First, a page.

Then, at the end, Cardinal-Archbishop Manuel Clemente (who has the title of Patriarch of Lisbon) gave the closing remarks, which he abbreviated because everyone wanted to be home in time to watch the World Cup match between Portugal and Spain!
So, after the reception, we went back to the house of my friends, the Lobão family, and watched the game, which resulted in a tie but saw a brilliant performance by the Portuguese star player Cristiano Ronaldo.
I was very honored to receive this award. I have great affection for the Portuguese people and the Portuguese community here in America. It was my great privilege for many years to have a Portuguese Parish in Washington, then being the Bishop of Fall River and now in Boston to continue to have close ties with the Portuguese community.
By Sunday I was back in Boston and went to St. William’s in Tewksbury for the Knights of Columbus’ Annual Boston Culture of Life Mass, which I concelebrated with Bishop Hennessey.
We are so grateful for all the Knights do on behalf of the gospel life, promoting family life and helping our crisis pregnancy centers. For example, they have provided ultrasound machines that have been so important in our pro-life ministries.
St. William’s is staffed by the Oblates of Mary Immaculate. So, after the Mass, we had a lunch with the retired OMI Fathers and Brothers, many of them had been missionaries in very remote parts the world for many decades. It was very inspiring to be with them.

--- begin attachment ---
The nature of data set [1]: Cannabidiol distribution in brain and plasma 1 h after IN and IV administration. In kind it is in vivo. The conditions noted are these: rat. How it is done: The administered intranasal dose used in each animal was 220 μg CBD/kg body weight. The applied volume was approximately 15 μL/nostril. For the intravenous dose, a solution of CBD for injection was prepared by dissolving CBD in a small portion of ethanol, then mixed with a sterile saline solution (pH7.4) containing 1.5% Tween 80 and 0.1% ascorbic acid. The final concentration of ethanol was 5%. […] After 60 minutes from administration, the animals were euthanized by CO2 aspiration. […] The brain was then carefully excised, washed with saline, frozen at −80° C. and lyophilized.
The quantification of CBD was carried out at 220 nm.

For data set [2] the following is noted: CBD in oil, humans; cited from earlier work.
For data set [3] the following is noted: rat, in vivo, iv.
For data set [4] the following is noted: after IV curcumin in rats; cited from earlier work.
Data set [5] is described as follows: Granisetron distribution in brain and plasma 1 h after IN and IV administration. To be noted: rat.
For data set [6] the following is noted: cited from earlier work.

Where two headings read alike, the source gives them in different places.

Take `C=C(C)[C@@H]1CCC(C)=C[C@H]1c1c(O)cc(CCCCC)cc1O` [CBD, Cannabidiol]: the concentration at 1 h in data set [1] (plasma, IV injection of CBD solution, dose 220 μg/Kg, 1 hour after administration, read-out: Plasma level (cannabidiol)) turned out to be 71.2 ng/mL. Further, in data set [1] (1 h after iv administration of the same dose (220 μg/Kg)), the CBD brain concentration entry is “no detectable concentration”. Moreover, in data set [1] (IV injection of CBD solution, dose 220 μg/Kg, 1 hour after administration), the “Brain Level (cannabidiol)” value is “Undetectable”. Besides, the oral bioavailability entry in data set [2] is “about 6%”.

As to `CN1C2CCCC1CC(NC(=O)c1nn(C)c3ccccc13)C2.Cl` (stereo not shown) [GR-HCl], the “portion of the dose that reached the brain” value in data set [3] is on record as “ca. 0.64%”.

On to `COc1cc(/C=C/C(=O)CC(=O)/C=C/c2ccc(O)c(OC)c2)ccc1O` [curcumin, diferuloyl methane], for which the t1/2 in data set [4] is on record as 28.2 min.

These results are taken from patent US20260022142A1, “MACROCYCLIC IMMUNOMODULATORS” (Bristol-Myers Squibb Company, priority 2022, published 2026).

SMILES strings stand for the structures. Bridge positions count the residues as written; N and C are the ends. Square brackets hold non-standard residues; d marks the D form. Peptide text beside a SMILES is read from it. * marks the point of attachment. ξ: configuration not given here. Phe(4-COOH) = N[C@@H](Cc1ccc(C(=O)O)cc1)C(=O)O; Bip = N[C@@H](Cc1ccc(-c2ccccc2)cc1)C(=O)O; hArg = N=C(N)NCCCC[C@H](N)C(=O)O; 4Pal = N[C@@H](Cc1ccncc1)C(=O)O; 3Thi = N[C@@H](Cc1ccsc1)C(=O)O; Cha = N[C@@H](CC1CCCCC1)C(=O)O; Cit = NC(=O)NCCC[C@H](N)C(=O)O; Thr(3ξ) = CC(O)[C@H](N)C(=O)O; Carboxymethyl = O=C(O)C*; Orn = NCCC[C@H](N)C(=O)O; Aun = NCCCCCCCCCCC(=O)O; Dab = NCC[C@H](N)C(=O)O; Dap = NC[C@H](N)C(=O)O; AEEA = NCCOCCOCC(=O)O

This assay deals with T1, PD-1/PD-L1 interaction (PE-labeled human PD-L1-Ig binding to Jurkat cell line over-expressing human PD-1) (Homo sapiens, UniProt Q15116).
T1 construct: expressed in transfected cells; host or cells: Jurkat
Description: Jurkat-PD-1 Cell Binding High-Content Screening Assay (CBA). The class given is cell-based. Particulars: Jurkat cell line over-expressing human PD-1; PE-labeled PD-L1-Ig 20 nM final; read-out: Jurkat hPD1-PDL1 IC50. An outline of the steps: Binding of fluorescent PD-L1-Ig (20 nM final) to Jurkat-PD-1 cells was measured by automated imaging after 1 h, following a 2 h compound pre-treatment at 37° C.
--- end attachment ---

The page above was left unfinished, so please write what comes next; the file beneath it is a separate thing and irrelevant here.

Later that afternoon I went to St. Bridget in South Boston where they were holding a dinner for some of the local priests hosted by Father Casey, who is always very good about hosting these types of gatherings.
During the dinner, they surprised me with a cake with my coat of arms on it.
Then, on Monday, we had one of our regular meetings of the board of St. John’s Seminary. The board is working very hard to address the many challenges of growth at the seminary.
We are very grateful for the active participation of our board members and all the support that they give to Msgr. Moroney, the faculty and seminarians at St. John’s.
That evening we had a gathering at the cathedral for parishioners, benefactors and others who are interested in the progress of the renovations. We are anxious for people to see it, and offer people an opportunity to be a part of this project.